Examples involving pedestrians:  This situation also serves as a good example of what drivers need to know about protecting the safety of pedestrians.  If an intersection does not have signs or signals and pedestrians are crossing in the same lane or in the lane next to your vehicle, then you must stop and remain stopped before entering a marked or unmarked crosswalk—until they have passed out of your lane and the lane next to you.  Oregon pedestrian right-of-way laws are not actually that complex.

Remember, that everyone is a pedestrian at some point each day!  The first rule is that: Every intersection constitutes a pedestrian crosswalk, whether it is marked or not or controlled by a traffic control deviceOver the period of two years, nearly 75-percent of accidents between motor vehicles and pedestrians were caused because the driver failed (or refused) to yield the right of way to the pedestrian.  Even more staggering is the fact that 50-percent of all accidents between vehicles and pedestrians in Oregon occur because the pedestrian is in the crosswalk!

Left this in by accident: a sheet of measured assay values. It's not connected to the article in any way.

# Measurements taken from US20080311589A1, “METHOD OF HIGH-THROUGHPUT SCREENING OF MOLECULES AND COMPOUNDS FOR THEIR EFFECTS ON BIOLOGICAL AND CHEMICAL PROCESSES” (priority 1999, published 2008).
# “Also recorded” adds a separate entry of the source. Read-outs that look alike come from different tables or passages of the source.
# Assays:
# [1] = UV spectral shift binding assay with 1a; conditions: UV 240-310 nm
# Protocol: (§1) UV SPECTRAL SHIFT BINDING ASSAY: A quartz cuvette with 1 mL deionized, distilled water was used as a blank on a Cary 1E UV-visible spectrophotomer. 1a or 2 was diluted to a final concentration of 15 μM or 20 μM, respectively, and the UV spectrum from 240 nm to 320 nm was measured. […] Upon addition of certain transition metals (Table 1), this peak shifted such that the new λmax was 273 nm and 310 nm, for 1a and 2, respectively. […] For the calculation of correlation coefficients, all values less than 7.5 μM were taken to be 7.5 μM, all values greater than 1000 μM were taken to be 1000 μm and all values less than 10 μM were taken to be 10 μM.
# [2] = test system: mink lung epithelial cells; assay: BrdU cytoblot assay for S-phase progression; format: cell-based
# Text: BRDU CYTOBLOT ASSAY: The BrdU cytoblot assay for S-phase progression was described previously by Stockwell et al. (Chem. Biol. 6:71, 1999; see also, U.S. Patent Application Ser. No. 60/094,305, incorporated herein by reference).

In collisions with cars, pedestrians are always the losers.  Studies show that a pedestrian hit at 40-mph has an 85-percent chance of dying.  The statistics show that pedestrian account for 10 to 15-percent of traffic fatalities each year.  Over 550 pedestrians were injured and 45 were killed in motor vehicle accidents in Oregon in 2004.

Failure to yield right of way at uncontrolled “T” Intersection

If you are the driver on a road that ends at a “T” intersection with no signs or signals, you must yield to the driver on the through road.  If a driver is approaching an uncontrolled highway intersection and that driver fails to lookout for—and give the right-of-way—to a driver on the right (who is simultaneously approaching the same point), then they are probably in violation of ORS 811.275, as well as ORS 811.277.

Failure of Merging Driver to yield right-of-way

When you use an acceleration lane or merging lane to enter a freeway or other highway, you must give the right of way to vehicles already on the freeway or road [ORS 811.285].

Failure to yield right-of-way to Transit Bus